U.S. students' China trip backed by Xi builds up Sino-American friendship

(Xinhua) 08:29, February 28, 2024

American students sing a Chinese song during an event to celebrate Chinese Lunar New Year in Muscatine, Iowa, the United States, Feb. 9, 2024. (Xinhua/Xu Jing)

BEIJING, Feb. 27 (Xinhua) -- Sienna Stoneking, a first-year student at Muscatine High School in the central U.S. state of Iowa, has just concluded her first visit to China with elation.

While in China, she, together with more than 20 students from her school, went to see the giant pandas and visited the Great Wall, the Forbidden City, and sights in Hebei Province and Shanghai City.

On Jan. 28, just before the end of their trip, the American students wrote a letter to express their joy and gratitude to Chinese President Xi Jinping for the invitation.


"China is really huge. Just like the United States. Thank you for giving us the opportunity to come to China," said the letter signed by over 20 students, with some drawing hearts next to their signatures. On the right side of the main text, students drew a soaring Chinese dragon over the Great Wall.

"This invitation to visit China has deeply moved the students, most of whom are visiting China for the first time. Many of them have told me that if it weren't for this opportunity, they probably wouldn't have had the chance to visit China in their lifetime," said Guo Qianyu, a Chinese language teacher at the school.

On Saturday, the day of the Chinese Lantern Festival of the Year of the Dragon, Xi replied to the letter, in which he extended holiday wishes to the teachers and students of the school, and encouraged more American youth to come to China for exchanges and study.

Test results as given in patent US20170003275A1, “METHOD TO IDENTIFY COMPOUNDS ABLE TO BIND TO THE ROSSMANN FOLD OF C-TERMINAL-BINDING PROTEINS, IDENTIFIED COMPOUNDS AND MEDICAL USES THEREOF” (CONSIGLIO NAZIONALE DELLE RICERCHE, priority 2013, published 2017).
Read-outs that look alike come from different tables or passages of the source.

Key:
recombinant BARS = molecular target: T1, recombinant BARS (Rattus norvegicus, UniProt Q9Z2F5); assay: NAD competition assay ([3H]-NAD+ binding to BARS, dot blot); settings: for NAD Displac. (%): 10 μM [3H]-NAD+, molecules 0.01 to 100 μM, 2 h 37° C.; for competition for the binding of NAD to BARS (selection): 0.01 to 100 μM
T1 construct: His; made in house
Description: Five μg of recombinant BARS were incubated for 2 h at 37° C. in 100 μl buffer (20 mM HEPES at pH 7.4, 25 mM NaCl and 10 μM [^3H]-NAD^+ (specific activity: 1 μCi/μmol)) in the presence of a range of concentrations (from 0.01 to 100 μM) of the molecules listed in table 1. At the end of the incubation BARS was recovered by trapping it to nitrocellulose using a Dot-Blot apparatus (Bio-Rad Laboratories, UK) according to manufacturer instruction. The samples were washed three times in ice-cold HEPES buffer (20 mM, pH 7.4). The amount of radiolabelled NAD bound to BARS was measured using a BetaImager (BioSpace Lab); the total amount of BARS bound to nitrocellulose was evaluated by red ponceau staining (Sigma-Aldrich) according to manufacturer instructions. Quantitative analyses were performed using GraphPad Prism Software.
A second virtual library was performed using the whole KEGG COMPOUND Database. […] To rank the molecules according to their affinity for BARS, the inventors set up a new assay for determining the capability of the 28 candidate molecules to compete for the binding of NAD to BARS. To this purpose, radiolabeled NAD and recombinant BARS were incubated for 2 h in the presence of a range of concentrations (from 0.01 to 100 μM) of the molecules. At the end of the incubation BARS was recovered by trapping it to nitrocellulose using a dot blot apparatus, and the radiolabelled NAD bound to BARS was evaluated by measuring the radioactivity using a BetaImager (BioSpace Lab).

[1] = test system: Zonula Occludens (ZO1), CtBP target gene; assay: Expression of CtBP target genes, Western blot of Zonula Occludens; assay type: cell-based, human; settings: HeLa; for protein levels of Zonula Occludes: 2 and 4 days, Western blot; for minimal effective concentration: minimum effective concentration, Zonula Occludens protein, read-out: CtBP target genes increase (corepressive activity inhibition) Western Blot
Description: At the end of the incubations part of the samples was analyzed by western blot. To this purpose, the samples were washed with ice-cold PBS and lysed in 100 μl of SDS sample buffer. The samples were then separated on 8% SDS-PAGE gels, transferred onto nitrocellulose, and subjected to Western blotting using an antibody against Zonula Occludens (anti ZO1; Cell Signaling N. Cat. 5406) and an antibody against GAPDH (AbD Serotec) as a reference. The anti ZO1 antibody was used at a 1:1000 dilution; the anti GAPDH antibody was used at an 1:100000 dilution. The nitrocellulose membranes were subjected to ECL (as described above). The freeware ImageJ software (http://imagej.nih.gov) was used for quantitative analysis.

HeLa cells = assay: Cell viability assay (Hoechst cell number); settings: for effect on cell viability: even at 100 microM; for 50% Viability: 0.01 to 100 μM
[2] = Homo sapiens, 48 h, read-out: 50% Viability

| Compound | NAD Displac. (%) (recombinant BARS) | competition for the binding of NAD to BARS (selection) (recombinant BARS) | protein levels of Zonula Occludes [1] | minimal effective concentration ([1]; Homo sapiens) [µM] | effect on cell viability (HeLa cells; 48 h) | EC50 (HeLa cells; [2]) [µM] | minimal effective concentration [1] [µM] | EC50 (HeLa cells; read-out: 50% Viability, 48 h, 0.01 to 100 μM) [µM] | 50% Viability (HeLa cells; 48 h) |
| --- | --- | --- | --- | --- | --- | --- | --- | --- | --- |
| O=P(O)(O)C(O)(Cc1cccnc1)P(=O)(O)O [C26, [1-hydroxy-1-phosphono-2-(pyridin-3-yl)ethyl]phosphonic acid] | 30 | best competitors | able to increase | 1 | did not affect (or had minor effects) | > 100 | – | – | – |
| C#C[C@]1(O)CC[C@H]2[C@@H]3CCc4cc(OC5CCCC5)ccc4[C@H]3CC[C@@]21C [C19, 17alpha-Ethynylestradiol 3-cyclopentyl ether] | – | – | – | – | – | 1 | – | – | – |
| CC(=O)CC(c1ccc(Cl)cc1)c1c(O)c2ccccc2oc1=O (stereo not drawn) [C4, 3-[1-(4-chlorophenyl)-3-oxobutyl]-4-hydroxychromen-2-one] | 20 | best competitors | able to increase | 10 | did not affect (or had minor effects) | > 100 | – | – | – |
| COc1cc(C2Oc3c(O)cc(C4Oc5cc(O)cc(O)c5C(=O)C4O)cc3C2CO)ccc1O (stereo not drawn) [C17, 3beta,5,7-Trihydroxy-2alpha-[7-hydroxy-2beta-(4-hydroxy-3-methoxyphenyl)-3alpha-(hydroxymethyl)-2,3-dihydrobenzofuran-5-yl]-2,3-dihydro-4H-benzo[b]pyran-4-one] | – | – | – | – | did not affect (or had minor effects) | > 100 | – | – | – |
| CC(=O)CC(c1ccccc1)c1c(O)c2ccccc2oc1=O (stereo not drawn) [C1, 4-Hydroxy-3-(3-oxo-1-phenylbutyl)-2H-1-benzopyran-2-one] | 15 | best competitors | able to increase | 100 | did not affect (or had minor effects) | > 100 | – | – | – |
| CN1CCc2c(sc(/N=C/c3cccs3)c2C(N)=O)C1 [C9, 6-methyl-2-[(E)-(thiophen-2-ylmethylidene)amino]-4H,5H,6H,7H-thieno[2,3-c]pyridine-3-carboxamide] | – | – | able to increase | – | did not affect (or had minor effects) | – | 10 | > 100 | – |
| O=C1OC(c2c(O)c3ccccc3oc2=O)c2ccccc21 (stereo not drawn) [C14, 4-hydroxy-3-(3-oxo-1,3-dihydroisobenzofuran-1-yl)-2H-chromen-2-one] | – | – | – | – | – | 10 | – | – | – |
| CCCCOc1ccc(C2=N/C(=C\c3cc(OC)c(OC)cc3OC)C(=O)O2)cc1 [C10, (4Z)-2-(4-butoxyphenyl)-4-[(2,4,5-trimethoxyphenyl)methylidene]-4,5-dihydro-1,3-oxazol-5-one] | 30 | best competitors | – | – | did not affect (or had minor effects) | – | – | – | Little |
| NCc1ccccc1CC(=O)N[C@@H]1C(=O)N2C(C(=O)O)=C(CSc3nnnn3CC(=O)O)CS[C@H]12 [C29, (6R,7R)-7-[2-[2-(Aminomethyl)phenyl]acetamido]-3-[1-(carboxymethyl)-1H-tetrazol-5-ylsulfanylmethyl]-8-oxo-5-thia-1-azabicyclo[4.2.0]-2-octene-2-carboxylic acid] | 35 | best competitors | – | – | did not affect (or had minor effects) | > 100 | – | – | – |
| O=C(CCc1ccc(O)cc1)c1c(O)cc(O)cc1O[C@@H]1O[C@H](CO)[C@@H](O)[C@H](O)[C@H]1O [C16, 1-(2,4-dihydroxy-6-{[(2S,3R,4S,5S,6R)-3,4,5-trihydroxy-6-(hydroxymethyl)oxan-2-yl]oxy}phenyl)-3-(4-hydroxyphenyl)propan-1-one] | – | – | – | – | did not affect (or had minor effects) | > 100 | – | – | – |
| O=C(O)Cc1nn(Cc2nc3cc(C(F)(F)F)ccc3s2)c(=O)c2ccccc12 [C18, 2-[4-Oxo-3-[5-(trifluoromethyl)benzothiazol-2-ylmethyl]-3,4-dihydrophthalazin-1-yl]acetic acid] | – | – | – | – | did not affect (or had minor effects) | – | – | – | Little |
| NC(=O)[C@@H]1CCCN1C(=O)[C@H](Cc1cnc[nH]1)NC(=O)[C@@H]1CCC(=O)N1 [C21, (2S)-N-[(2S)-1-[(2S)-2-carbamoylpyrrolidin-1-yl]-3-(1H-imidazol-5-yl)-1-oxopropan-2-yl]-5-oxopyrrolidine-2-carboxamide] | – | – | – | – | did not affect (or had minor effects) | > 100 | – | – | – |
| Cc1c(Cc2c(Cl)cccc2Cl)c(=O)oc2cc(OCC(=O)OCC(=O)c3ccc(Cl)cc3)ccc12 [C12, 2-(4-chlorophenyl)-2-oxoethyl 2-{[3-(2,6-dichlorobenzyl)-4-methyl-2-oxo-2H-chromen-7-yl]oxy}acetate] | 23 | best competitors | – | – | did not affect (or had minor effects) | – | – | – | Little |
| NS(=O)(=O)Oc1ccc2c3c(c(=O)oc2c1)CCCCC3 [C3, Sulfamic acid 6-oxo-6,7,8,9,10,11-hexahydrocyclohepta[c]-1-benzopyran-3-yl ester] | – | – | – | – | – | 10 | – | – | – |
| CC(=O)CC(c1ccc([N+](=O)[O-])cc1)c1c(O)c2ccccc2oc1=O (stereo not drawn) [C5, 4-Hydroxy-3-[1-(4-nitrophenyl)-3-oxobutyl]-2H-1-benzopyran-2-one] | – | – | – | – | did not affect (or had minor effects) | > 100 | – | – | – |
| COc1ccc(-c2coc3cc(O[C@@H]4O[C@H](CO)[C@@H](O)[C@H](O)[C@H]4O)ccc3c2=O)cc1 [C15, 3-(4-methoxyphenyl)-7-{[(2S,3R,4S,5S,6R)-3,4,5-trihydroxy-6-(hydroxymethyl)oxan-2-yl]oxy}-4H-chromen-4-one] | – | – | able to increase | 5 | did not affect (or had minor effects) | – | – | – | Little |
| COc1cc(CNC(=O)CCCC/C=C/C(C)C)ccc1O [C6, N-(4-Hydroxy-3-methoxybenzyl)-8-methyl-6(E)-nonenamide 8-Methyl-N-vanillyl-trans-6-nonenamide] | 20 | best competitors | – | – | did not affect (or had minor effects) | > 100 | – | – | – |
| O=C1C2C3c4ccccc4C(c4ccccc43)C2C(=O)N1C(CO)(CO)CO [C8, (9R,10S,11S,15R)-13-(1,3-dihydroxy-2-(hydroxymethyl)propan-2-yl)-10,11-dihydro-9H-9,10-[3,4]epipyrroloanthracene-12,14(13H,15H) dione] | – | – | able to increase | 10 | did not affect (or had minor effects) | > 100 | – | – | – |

"We are so honored to be part of the first students and educators in the 50,000 student exchanges that President Xi extended to Americans. We look forward to continuing to build a strong and lasting relationship between Muscatine, Iowa, and the People's Republic of China," said Jennifer Fridley, principal of Susan Clark Junior High of Muscatine Community School District.

"We are grateful for the support that we have received from the Chinese government and from the people of China. We believe that our relationship is a testament to the power of education to build bridges between cultures and to promote peace and understanding," Fridley said.

During his trip to the United States in November 2023, Xi announced a program to invite 50,000 American youths to China in the next five years for exchanges and study.

Muscatine High School students present a lion dance during an event to celebrate the Chinese New Year in Muscatine, Iowa, the United States, on Feb. 1, 2023. (Xinhua/Xu Jing)

Sarah Lande, a friend of Xi's from the U.S. state of Iowa, recently wrote a letter to the Chinese president, expressing the hope that Muscatine High School students can join the program.

With Xi's support, more than 20 Muscatine High School students paid an exchange visit to Beijing, Shanghai and Hebei Province, among other places in China, from Jan. 24 to 30, becoming the first group of American students to visit China under the program.

The visit is in the heritage of the friendship between Xi and the people in Muscatine. Muscatine, a city in Iowa on the banks of the Mississippi River, has been home to the nearly four-decade-long friendship between Xi and local residents.

In 1985, Xi, then a Chinese county official, visited the city. Sarah Lande received him. During his U.S. visit as China's vice president in 2012, despite a tight schedule, Xi made it to the reunion in Lande's house on a snowy day. They gathered around a couch in the living room and reminisced about their joyful memories. The hour-long meeting was filled with laughter.

The warm and friendly American people he met during his first visit to the United States in 1985 have given him an indelible impression, Xi said in the reply.